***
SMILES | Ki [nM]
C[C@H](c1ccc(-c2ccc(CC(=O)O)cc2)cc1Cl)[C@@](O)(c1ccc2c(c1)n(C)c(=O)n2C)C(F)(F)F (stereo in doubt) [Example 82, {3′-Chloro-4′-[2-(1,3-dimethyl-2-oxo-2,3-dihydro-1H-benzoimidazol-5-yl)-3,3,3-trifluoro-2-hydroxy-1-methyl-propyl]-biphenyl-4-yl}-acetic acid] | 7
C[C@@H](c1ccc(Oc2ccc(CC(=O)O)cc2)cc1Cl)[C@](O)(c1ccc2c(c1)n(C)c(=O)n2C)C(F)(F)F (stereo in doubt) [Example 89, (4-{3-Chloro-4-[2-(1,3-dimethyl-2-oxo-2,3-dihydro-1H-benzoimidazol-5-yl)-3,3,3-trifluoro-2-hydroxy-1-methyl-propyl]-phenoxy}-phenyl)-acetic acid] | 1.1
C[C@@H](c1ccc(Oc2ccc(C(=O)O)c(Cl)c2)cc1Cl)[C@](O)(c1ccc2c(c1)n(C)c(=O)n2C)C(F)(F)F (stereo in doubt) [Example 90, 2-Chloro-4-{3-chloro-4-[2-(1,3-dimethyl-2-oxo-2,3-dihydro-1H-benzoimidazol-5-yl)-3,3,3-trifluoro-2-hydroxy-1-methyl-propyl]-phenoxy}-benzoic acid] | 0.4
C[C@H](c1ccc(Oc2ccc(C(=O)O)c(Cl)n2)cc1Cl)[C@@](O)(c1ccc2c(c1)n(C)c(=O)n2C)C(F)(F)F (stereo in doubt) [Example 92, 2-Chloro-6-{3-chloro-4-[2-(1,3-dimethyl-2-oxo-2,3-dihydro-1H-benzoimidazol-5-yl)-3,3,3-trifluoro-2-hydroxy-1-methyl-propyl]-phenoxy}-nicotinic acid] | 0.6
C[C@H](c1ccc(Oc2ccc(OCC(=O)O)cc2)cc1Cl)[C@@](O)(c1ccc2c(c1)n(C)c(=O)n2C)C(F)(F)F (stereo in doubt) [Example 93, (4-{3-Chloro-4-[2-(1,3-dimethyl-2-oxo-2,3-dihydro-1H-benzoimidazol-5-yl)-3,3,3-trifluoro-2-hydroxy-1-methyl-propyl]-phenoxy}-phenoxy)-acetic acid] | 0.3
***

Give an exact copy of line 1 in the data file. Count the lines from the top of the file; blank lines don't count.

SMILES | Ki [nM]